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Mental Capacity Toolkit

Funded by the Burdett Trust for Nursing, this toolkit was developed to provide easily accessible learning materials relating to the application of the Mental Capacity Act (2005) for health and social care professionals, in a portable, web-based tool.

Demographic changes have led to increasing numbers of people living with conditions which may impact on their decision-making capacity, and as such it is vital that professionals are confident in their understanding use of the Mental Capacity Act 2005. This toolkit brings together information from a range of professionals working in the field of mental capacity to provide a comprehensive guide to practice.

Historically, NCPQSW have created many successful, physical workbooks for practitioners but we wanted to develop this further and make something that would offer more and that could be disseminated easily in Covid times.

The toolkit sections are broken down to cover all areas of the MCA and within these sections, we have split the content up into digestible sections. Each of the sections includes ‘key learning points’, ‘reflective exercises’, ‘references’ and a quiz. The toolkit also included talking heads, which were provided to us by various different contributors, including practitioners, experts by experience and academics– we were, and are, keen to get as many voices involved as possible. We have also used images and design to make the written content more digestible and memorable.

The content for the tool was provided by our expert team:

Michael Lyne: Registered Social Worker and Mental Nurse and Programme Leader for our Mental Capacity Act (MCA) programme, as well as our MA Advanced Mental Health Practice (AMHP).

Dr Sally Lee: Registered Social Worker and Senior Lecturer on our (BA) Social Work programme

Professor Lee-Ann Fenge: Registered Social Worker and Professor of Social Care and Director of the Centre for Seldom Heard Voices at Bournemouth University.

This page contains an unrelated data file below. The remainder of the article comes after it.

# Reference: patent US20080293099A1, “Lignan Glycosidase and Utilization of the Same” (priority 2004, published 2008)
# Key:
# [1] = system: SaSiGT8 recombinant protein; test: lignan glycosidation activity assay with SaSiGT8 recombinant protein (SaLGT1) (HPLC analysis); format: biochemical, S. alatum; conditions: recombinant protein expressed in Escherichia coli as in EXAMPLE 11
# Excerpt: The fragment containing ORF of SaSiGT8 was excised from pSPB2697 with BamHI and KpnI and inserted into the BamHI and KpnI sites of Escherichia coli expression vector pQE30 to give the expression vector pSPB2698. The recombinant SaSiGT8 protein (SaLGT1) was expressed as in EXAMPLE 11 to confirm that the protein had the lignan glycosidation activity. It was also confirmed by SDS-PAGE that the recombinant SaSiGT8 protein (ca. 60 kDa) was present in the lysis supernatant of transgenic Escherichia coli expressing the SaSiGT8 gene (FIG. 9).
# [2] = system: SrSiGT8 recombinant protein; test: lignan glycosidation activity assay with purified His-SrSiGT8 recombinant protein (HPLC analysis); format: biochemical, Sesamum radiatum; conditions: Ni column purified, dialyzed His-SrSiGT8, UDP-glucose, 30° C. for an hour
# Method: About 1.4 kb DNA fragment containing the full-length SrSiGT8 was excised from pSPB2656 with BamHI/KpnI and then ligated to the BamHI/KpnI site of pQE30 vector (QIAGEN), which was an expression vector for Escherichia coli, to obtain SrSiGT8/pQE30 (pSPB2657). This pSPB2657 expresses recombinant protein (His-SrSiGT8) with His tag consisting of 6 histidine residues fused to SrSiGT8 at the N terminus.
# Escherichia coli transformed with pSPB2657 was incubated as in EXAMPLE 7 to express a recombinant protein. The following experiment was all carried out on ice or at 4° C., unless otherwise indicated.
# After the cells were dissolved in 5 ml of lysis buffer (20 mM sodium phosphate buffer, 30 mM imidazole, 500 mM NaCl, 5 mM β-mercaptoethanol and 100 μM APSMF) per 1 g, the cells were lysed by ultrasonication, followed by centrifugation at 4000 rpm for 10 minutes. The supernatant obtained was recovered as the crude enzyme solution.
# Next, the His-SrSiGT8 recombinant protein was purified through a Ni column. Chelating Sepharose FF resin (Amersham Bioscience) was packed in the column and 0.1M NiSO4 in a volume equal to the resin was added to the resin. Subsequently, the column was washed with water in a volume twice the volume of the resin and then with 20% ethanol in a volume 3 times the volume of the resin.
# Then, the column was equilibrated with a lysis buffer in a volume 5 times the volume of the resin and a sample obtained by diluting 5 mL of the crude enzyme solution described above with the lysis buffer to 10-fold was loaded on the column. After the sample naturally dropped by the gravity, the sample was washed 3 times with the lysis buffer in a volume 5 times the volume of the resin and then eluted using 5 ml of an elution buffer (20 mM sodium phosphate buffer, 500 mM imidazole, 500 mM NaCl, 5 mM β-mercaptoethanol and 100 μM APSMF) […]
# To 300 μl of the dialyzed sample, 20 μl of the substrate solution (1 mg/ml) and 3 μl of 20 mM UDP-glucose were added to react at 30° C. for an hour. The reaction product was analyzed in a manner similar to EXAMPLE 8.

You can find lots of information about everyone who has been involved in the tool on the ‘Contributors’ page. You can also find a ‘Glossary, which includes a list of key definitions of words that relate to the MCA.

 

 

On Friday 24th September 2021, saw around practitioners and Bournemouth University staff come together to celebrate the launch of this new toolkit.

The day started with an introduction into the NCPQSW and Centre for Seldom Heard Voices wider work and resources by Professor Fenge before Mike Lyne took delegates through the context of past and current mental capacity work at BU with a short tour of future developments. Dr Lee and Dr Debbie Slate then introduced delegates to the research themes and the detail of the project.

Dr Mel Hughes, co-director of the Centre for Seldom Heard Voices and Stevie Corbin-Clarke from the project team followed by discussing a project that they have been working on with the charity National Voices, looking at how the introduction of remote service models during the Covid-19 pandemic has affected vulnerable people and those without internet access.

After lunch and a warmup quiz, Emily Rosenorn-Lanng introduced the online toolkit and encouraged delegates to log on and have a “play”, and to provide the project team with immediate feedback. Comments included, “I like the visual aspect of the tool” and “I really like the reflective nature of the tool and the questions it asks” and “the quizzes are great!” Suggestions for further developments were also made with the addition of a search function being a particular desire, which the project team hope to be able to provide this week. Another item on the wish list was the ability to print out a certificate of completion for CPD purposes.

To download all of the resources from the event, please click here: https://ncpqsw.com/events/mental-capacity-toolkit-launch-2021/

 

The National Centre for Post-Qualifying Social Work and Professional Practice has produced a series of brief guides to help all health and social care professionals navigate through and apply the principles of the Mental Capacity Act for decisions regarding treatment and care , during the Covid-19 pandemic and beyond.

The set of five guides from the NCPQSW covers the requirements of the Mental Capacity Act for individuals who, either do not have or have reduced capacity to consent to decisions regarding their treatment and care.

It also includes information around Advanced Decisions to Refuse Treatment (sometimes referred to as living wills) reminding all clinicians that advanced decision- making should be done with the person fully engaged in the process and not to the person, or for the person.

The guides have been distributed by NHS England to all primary care and acute hospitals and will also support care and decision-making in nursing and care homes.

The National Centre for Post-Qualifying Social Work and Professional Practice has produced a series of brief guides to help all health and social care professionals navigate through and apply the principles of the Mental Capacity Act for decisions regarding treatment and care , during the Covid-19 pandemic and beyond.

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